Transferring schools can be risky and stressful for students because it’s not guaranteed their credits will transfer. Colleges should change the way students can get an education and accept all transfer credits, Bailey Chism says. Graphic by Bailey Chism.
College students all over the world go into debt just from paying for tuition, and students who transfer from community colleges, or any college for that matter, are put into much more debt than they should be.
When students transfer to a new college, not all of their credits follow them to their new school, thus forcing them to retake and pay for the same class all over again. Colleges shouldn’t make students retake classes they’ve already passed.
Transferring schools can disrupt a lot of things in a student’s college career. Credits won’t always transfer over, and if they do, it may only be for elective credits. It will then, in turn, take longer to complete your degree. According to the National Center for Education Statistics, on average, transfer students will lose 13 or more credits they’ve already taken and paid for. The same source also cited that about four in 10 students have no credits that can transfer at all.
I will most likely need to transfer schools in a couple of years, and after looking into several different schools, most of the credits I’ve taken at Dixie State University will not transfer over. It’s ridiculous that some colleges won’t let students in who already have hours of credits and are forcing them to spend thousands more dollars to get their degree.
There are websites and links through specific colleges that will allow you to see how many credits you’ve taken that will transfer over. If a student is trying to transfer to a new college, they should look at these in depth and see just how many credits they would need to retake because it could affect the chance of them attending that college.
According to data from 2014 by College Board Research, students who transfer only once can take five years to earn their degree compared to those who don’t transfer only taking three to four years. Along with the extra time, students who transfer schools will spend an average of almost $95,000 on tuition, housing and other fees, whereas students who stay in one school will only spend around $80,000 on average.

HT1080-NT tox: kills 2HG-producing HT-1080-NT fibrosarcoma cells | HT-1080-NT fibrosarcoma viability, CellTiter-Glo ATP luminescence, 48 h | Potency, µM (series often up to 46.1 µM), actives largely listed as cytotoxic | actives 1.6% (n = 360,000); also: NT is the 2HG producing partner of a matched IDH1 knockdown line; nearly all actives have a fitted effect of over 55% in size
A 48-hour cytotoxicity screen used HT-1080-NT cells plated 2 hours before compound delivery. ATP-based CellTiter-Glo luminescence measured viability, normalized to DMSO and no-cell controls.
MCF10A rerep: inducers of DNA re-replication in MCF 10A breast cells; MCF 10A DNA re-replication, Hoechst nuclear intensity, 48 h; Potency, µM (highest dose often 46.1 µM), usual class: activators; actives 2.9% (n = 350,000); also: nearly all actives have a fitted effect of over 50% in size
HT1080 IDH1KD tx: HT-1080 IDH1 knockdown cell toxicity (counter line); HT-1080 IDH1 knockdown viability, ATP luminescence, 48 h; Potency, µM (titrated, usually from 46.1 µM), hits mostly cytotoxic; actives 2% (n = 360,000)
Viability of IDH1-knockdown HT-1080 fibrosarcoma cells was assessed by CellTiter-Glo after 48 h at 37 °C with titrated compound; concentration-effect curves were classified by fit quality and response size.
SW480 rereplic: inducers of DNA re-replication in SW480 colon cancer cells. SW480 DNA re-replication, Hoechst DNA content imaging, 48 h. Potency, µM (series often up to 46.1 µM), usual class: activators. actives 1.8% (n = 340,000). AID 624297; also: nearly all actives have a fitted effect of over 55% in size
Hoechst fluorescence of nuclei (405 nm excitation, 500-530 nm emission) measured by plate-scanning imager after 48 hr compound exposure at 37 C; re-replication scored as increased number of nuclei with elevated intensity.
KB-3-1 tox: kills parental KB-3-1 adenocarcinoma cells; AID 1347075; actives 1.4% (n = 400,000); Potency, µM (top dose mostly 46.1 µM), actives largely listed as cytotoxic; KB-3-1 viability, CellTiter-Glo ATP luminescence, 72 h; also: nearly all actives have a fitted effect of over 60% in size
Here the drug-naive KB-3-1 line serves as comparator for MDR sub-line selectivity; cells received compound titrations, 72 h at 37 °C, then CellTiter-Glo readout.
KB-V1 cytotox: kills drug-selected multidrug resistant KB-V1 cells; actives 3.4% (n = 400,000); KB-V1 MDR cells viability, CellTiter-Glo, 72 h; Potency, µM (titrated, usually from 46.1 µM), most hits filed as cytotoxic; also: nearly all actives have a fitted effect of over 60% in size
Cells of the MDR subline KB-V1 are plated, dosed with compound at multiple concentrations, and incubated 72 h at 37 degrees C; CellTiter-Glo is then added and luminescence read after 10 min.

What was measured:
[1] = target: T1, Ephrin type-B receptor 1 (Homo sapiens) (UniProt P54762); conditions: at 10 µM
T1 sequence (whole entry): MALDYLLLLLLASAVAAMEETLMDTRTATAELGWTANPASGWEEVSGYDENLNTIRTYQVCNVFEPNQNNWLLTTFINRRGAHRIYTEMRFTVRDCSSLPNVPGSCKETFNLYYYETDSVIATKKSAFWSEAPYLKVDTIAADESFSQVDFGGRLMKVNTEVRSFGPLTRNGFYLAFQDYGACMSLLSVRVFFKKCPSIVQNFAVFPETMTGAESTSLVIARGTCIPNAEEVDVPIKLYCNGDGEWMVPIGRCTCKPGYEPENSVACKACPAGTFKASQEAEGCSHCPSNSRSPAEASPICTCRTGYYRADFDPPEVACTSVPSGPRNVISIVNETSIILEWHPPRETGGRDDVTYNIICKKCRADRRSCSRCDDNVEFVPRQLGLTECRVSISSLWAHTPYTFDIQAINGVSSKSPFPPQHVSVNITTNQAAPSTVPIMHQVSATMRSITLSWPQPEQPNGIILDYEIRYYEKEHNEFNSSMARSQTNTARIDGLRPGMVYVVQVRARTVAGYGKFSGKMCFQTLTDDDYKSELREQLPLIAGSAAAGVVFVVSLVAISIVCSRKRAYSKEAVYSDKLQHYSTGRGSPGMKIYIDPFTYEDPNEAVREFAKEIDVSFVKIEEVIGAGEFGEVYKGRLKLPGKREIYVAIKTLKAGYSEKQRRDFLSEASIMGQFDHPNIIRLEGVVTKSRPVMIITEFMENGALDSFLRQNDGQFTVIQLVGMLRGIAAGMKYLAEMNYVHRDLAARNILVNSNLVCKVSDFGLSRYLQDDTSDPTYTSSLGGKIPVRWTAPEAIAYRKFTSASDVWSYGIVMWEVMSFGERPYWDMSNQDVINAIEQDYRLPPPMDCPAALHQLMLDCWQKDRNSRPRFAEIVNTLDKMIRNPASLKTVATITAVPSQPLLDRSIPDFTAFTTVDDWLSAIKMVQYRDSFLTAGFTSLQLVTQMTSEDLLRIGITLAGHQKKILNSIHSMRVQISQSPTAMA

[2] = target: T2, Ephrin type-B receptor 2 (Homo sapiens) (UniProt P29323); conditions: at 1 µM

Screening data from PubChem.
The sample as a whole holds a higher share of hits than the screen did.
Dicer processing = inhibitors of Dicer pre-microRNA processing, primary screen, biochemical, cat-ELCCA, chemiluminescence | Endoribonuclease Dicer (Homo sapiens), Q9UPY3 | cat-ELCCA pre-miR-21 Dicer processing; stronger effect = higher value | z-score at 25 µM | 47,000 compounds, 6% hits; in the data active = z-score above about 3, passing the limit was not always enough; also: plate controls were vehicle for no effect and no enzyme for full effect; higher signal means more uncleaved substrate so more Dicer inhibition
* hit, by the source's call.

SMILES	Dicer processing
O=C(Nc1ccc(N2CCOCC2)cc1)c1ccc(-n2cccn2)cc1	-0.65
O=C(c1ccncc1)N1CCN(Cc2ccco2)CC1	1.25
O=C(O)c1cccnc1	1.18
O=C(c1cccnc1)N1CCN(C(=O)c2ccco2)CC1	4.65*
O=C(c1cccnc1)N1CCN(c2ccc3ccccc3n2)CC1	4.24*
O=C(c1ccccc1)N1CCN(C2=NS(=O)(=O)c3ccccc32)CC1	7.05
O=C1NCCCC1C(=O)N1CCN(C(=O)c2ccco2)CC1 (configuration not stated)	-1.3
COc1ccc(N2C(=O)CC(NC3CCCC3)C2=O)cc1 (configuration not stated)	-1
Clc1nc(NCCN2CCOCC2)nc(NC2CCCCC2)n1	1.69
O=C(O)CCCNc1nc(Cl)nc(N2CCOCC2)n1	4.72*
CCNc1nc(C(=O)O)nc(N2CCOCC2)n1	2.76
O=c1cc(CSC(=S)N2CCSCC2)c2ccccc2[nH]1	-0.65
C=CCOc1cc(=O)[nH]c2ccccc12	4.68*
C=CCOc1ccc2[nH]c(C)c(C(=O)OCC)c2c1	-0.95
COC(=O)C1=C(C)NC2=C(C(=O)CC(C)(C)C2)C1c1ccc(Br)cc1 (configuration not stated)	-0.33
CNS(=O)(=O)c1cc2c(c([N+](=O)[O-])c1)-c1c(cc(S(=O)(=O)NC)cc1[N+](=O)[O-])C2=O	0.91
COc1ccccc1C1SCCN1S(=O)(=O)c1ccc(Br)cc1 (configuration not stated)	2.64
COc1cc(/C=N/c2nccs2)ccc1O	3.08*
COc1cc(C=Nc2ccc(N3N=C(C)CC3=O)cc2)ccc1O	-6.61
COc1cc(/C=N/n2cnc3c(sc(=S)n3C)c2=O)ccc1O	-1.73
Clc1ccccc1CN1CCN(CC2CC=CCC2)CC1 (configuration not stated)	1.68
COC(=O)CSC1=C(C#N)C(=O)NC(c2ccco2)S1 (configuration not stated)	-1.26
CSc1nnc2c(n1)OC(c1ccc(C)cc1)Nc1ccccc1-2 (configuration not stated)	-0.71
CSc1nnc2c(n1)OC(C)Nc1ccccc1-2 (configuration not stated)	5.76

This could all be solved if colleges accepted all students’ course credit equally. More students would graduate on time, spend less money and gain the education they’re looking for. It makes it so much harder on people if they have to take into account the credits they’d have to retake and the cost that would come with that.
For students who need to begin their academic career at a community college, they need to take into account the schools they would be able to transfer to without losing any credits. No college is required to accept transfer credits unless there is an articulation agreement or state policy in place, and only specific colleges will transfer them over. Salt Lake Community College is one of these schools that transfers all credits, but it only accounts for colleges in Utah; anyone else coming from another state won’t have the same luck.
Students come from out of state all the time, especially from states close by like Arizona, Nevada and California. But these students are also paying thousands more dollars to come to Utah schools. The fact that students want to go to a certain school should be a sign to those colleges that the education they’re looking for is with them. Making them pay more and spend so much time trying to make up for that degree will discourage them from attending there.
People would be much happier knowing they aren’t risking their entire college career by transferring to a new and better school. If a student is trying to transfer to a certain college, those colleges should look at the classes they’ve taken and see how they pertain to their degree. If it’s helpful toward their education, it should transfer over, period.